The summer of 1951 my family was living in the Copper Basin of Tennessee where my dad was pastor of the Methodist church in Ducktown. This area of Tennessee was a rather God-forsaken place with few trees or vegetation able to survive the ravages of copper mining . I remember the water that had an ‘off’ taste and the air with a strange smell. I believe this was the most challenging assignment my parents ever had, isolated from other pastor-family friends and of course loved ones in Virginia.
So when my mother’s sister brought family to see us that July, we anticipated their visit and counted the days to their arrival. My mother, who liked to cook, had made ahead much good food to be enjoyed.
When everyone arrived, however, not only had my aunt brought her sister and three children ages 9, 6, and 2 but our grandfather ‘Papa’ and Cousin Ada, who at that time were in their 60s!
To make their visit more special, my parents planned for us all to make a trip to the Smoky Mountains for a few days. We would take two cars.
That Saturday morning my parents packed food for breakfast, bacon and eggs, and the Coleman camp stove in the car. My mom cooked breakfast for 11 people at a picnic table beside the Ocoee River. I am remembering how delicious that breakfast tasted as we watched the rapids of the river flow by!
As we were preparing to get going, my dad requested that we stop at a gas station nearby so he could make a call to one of his parish families, where an elder was very ill. As fate would have it, the elder had passed during the night. There was nothing else for my dad to do but turn back for his duty.
After talking the situation over, the adults decided to go ahead with the trip. So the ten of us somehow squeezed into my Aunt Helen’s Chevrolet and off we went toward the Smokies with the food, camp stove, and our few belongings.
Due to everyone’s limited resources, I think we ate in a restaurant maybe twice on that three-day trip. I remember a breakfast in a restaurant where our cousin Ada ordered a glass of orange juice. Her jaw dropped when she found the charge on her bill - $1.00!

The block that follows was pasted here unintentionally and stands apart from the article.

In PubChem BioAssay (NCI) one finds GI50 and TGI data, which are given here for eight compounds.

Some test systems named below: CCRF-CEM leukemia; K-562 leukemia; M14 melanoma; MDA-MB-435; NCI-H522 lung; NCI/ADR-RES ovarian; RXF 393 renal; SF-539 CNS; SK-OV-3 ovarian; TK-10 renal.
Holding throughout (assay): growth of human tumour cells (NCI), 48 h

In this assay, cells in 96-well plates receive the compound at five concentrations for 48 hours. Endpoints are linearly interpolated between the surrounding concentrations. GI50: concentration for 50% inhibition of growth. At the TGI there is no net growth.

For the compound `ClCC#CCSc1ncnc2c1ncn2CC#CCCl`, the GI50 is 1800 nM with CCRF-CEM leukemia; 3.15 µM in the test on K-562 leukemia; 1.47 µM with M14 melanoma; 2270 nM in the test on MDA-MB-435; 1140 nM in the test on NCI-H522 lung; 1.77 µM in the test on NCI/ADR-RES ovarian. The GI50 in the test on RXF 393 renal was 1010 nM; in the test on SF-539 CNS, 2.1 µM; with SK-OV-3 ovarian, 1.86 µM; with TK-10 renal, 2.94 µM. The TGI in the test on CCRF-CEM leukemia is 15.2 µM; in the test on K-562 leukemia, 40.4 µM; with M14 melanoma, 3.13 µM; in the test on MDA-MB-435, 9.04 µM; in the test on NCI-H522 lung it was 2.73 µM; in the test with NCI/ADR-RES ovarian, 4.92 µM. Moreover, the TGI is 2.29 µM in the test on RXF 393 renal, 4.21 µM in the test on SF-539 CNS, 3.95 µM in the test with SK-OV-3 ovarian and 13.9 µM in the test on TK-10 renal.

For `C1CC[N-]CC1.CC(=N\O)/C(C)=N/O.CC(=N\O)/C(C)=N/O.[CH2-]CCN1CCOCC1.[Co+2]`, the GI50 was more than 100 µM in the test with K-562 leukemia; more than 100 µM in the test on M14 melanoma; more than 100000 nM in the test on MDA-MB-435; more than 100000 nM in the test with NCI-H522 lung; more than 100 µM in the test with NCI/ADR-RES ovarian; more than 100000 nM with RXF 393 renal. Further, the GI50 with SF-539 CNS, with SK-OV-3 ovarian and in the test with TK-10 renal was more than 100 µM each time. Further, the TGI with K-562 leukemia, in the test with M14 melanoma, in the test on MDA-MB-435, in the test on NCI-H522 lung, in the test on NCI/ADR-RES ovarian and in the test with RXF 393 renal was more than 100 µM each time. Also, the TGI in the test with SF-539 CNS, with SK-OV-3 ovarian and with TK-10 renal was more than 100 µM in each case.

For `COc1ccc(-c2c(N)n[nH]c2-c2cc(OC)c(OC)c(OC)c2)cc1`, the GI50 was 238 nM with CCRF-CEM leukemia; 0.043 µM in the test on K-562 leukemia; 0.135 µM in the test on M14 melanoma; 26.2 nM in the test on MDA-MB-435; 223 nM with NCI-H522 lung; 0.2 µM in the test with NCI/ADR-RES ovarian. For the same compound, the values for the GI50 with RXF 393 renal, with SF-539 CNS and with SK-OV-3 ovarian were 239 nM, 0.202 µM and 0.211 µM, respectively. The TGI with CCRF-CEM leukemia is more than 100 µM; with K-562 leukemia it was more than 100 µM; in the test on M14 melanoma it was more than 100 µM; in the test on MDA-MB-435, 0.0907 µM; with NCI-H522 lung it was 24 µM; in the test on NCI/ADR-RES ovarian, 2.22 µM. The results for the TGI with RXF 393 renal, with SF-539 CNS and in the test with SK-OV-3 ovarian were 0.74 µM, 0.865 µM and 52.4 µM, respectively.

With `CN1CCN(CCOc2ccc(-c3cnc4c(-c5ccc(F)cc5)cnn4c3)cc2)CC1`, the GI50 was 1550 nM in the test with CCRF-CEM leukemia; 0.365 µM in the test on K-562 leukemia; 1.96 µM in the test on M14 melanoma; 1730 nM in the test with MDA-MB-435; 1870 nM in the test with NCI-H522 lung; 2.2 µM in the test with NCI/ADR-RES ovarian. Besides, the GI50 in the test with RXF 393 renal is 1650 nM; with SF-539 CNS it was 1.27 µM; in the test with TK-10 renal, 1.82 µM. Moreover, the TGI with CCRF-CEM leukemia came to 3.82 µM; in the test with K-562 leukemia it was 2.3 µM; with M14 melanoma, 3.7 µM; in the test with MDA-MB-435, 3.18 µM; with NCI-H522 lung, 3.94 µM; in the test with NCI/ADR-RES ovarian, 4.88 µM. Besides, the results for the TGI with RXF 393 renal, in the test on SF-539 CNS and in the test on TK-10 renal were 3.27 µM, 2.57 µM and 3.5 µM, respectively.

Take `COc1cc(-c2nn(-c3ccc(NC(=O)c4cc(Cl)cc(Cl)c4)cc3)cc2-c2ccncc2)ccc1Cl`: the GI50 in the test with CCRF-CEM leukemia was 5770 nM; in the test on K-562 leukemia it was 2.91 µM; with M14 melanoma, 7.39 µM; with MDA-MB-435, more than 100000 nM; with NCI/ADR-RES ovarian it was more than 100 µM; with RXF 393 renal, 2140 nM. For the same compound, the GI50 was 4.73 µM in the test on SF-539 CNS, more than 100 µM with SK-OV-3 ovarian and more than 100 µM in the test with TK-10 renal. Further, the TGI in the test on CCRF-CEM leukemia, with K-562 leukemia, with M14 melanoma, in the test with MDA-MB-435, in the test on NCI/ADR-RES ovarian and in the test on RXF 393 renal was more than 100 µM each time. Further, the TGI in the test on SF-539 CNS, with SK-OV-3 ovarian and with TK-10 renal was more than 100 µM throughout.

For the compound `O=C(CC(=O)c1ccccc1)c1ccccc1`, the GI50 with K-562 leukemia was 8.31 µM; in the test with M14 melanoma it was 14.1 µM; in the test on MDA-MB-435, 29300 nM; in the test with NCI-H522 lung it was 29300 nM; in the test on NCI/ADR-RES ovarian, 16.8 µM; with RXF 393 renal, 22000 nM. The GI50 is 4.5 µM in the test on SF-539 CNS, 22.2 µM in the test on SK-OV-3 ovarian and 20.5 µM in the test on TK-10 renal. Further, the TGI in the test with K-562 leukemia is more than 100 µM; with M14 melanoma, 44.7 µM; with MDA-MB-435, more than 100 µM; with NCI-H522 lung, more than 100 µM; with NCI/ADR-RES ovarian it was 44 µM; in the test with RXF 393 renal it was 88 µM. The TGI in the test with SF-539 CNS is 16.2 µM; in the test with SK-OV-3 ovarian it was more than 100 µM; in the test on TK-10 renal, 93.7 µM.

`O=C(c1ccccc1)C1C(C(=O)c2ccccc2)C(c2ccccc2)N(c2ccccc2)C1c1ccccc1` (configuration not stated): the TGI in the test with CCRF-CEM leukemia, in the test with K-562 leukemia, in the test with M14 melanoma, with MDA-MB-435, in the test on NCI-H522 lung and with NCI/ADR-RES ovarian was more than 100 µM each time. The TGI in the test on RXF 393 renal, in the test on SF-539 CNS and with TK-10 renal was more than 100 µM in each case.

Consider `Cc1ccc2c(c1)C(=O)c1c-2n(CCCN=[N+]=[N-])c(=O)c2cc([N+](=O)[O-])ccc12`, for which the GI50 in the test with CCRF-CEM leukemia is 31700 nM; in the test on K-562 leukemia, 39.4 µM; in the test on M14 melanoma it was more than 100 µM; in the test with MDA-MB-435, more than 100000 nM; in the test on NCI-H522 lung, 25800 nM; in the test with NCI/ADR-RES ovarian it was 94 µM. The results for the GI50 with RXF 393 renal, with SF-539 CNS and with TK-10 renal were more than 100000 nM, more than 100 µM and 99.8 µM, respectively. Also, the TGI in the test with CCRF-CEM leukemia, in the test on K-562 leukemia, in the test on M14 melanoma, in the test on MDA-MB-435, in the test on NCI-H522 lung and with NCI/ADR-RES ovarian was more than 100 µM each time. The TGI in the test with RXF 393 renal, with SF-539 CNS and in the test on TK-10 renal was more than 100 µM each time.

We stayed in tourist homes for the two nights. That was similar to today’s bed and breakfasts minus the breakfast.
The second day, we were in Gatlinburg. Not quite as crowded as today, the town was still filled with tourists like us. Trying to cross a busy street, all ten of us, my cousin Dick (my age – 9) was grazed by a car. I remember him getting knocked down and stunned but somehow not injured, except for a skinned knee.
Our splurge for the trip was buying tickets for the outdoor drama Unto These Hills. How exciting was that, witnessing the story of the Cherokee Indians and Trail of Tears! I remember my cousin Susie being thirsty. Sure enough in the middle of the play, her mom had to go find some water. My brother was also very young at the time, four years old.
Our Aunt Helen the driver was a spinster school teacher and had a bit more money than her sisters. She was always so good to her nieces and nephews. I remember her buying each of us children a souvenir from the trip. Mine and Susie’s were purses made of nylon yarn with draw strings.
Traveling home the next day, we had the windows open to let in welcome air. Cousin Susie had her purse on her arm out the window when a puff of wind suddenly blew it away. I remember how she cried.
For years to come, my mother’s family talked about the fun of that trip together.